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HomeMiscellanyLiberals hailed party donor KPMG for taxi/rideshare report, but won’t let voters see it

Liberals hailed party donor KPMG for taxi/rideshare report, but won’t let voters see it


Bob Mackin 

Taxis figure heavily in the BC Liberals election platform. But it’s a delicate balancing act for the party. 

The Liberals want to seem hip to millennials, who are demanding to get around by Uber. Vancouver is the last major city where the leading ride hailing app is banned. Prominent Liberal backroom strategist Dimitri Pantazopoulos was registered, until April 4, to lobby the Liberal cabinet on behalf of Uber. 

But the Liberals don’t want to alienate voters from the South Asian community, the source of many of B.C.’s taxi drivers.

It took until March 7 for Transport Minister Todd Stone and Taxis and Transit Minister Peter Fassbender to announce their long-awaited, “made in B.C.” scheme to allow ridesharing in B.C. 

Report that the Liberals relied on is mostly secret.

If re-elected, the BC Liberals say they will let Uber and Lyft operate as soon as this Christmastime.

In the meantime, they plan to spend $1 million of taxpayers’ money on an app for taxis (even though the big companies already have one, called eCab) and $3.5 million for crash prevention/detection technology (which will be standard anyway in upcoming Toyota models).

A month after the announcement, Stone heralded the Passenger Transportation Board’s surprise granting of 175 new taxi licences to the five-company cartel in City of Vancouver. Twenty-six of the licences will be for wheelchair accessible vehicles.

Sources tell theBreaker that taxi owners are worried competition will devalue their licences, so they are lobbying the Liberals for a buy-back program to soften the blow. 

The issue is politically sensitive in key ridings in South Vancouver, Abbotsford and Surrey. The election may be won or lost South of the Fraser.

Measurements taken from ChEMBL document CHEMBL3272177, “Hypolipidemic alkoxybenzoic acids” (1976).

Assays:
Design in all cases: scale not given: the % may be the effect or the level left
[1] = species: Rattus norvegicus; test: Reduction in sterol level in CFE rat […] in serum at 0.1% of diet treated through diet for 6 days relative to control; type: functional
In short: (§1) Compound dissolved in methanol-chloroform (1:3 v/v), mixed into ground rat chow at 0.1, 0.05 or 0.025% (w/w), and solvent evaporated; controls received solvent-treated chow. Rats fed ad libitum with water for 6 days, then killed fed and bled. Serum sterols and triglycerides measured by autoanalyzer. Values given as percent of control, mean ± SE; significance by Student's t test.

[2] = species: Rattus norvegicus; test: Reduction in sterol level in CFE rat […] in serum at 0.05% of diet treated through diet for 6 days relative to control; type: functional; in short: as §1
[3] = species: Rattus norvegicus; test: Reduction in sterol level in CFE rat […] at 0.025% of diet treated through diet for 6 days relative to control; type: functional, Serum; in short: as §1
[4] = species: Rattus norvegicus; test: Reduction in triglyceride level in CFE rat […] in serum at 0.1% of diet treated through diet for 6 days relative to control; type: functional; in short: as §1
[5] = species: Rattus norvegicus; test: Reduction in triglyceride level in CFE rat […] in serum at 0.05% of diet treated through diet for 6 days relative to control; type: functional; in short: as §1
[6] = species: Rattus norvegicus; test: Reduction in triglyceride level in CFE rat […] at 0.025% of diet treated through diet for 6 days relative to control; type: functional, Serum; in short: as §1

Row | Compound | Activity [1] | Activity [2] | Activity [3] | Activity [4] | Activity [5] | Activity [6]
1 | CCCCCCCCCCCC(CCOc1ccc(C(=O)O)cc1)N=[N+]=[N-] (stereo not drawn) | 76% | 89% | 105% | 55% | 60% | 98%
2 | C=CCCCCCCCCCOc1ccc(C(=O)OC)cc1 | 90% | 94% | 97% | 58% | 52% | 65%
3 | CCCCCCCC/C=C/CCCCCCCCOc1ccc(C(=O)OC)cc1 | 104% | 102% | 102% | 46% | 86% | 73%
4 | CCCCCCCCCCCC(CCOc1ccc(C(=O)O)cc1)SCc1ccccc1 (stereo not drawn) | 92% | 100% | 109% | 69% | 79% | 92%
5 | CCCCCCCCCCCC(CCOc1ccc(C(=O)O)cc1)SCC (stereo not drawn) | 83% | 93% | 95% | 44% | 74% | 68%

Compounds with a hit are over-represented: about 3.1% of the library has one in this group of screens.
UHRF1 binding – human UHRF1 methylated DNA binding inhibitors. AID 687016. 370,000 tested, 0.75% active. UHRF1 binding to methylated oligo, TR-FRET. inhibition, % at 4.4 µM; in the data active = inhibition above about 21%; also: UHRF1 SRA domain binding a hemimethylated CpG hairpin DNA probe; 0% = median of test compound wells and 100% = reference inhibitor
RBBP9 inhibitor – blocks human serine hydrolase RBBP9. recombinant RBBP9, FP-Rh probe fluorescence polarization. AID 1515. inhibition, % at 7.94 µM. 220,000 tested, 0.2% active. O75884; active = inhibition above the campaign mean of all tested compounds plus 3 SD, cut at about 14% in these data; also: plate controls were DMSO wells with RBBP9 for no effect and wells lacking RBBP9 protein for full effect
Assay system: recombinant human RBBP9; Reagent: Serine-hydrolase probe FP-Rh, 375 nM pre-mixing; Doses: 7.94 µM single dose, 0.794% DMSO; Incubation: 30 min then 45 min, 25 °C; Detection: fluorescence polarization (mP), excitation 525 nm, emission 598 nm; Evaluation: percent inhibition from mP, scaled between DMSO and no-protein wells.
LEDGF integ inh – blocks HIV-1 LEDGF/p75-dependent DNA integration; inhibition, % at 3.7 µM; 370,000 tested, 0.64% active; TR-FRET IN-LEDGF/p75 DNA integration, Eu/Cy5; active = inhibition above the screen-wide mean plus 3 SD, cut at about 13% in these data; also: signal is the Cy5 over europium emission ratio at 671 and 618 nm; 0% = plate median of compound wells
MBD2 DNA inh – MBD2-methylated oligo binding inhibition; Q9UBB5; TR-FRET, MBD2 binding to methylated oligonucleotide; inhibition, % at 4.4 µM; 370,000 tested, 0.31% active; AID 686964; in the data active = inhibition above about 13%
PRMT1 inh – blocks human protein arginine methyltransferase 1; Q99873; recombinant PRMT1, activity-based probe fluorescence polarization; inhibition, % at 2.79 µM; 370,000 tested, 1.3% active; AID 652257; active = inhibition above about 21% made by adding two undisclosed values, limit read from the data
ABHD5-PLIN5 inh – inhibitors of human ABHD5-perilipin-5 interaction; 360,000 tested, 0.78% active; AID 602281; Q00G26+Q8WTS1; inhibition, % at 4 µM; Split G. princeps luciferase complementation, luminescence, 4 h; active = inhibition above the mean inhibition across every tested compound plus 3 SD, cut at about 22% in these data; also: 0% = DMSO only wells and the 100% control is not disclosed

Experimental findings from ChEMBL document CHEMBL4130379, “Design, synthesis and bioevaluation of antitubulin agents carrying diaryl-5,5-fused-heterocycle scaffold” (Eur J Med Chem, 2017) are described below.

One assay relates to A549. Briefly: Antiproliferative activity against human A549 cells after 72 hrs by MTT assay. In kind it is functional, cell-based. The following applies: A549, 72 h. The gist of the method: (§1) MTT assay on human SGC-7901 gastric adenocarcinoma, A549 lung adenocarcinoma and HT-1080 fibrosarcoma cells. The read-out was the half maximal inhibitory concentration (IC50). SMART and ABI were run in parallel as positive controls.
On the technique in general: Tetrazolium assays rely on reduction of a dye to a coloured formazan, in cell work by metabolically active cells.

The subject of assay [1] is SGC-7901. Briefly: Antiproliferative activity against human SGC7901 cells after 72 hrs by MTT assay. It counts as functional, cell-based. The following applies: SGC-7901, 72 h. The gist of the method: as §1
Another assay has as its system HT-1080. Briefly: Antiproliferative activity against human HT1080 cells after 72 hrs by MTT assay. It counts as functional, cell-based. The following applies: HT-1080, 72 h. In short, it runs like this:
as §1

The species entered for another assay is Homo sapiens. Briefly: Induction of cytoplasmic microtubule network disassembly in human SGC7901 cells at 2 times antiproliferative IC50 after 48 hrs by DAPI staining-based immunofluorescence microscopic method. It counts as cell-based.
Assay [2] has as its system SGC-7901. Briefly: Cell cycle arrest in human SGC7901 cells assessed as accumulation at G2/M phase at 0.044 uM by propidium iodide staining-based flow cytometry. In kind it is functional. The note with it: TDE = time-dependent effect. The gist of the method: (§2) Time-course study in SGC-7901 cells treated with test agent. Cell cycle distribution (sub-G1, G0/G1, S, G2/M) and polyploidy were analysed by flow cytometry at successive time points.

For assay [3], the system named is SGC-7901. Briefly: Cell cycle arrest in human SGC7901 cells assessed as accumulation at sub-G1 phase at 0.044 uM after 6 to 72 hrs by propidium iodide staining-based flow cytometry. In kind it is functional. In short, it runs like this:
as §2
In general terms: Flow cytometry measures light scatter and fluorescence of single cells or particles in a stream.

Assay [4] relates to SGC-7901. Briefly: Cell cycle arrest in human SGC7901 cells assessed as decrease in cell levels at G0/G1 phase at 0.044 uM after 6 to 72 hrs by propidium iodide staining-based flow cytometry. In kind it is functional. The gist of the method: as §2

Fassbender won his seat in Fleetwood by just 200 votes in 2013, to give the Liberals a 5-3 advantage in Surrey. With redrawn boundaries, Surrey will have nine ridings in the May 9 election. Fassbender is worried about defeat, so he was the first to open a campaign office last September. The party’s Elections BC returns for 2016 show that headquarters transferred a whopping $69,142.21 into Fassbender’s campaign account. Only failed by-election candidates Joan Isaacs and Gavin Dew got more. 

While the Liberals were hoping to set it up as a wedge issue, NDP leader John Horgan wasn’t biting. He told CKNW on March 10 that it’s “All politics all the time for Christy Clark. I tabled a bill three years ago to make sure if new entrants were coming to the marketplace, let’s make sure it’s done in a way where it balances the needs of the public as well as the existing business that have operated here.”

theBreaker asked Fassbender’s ministry, under the freedom of information law, for a copy of the business case and cost-benefit analysis behind the March 7 announcement. 

On April 20, the government sent a heavily censored copy of a KPMG report called B.C. Taxi Licenses and Potential Implications of Ride Sourcing. The 31-page, Oct. 6, 2016 report was billed as a “review of initial desktop research.” The government is clearly afraid for voters to know how the policy samosa was made.

The government speculates that disclosure would harm government finances and intergovernmental relations. It also claims the KPMG report contains protected recommendations and advice — even though the law states that the government cannot withhold a feasibility study or a report on field research used to formulate a policy.

theBreaker will appeal to the Office of the Information and Privacy Commissioner.

KPMG has donated $361,844 to the Liberals between 2005 and 2016. The firm studied the industry in five Canadian cities, three in the U.S. and Australia’s State of Victoria. Only the page about Quebec’s one-year Uber pilot program was substantially visible. 

KPMG had previously studied the taxi and limousine industry for the City of Ottawa in 2015. Unlike the secretive B.C. government, Ottawa city hall published its report. 

The national capital report included a section on the Uber-outlawed, Vancouver market. Unlicensed drivers are subject to $1,500 to $5,000 fines. The market has 3,077 taxi drivers using 588 standard permits and another 99 for Fridays and Saturdays only. 

CSC-2017-70915 by BobMackin on Scribd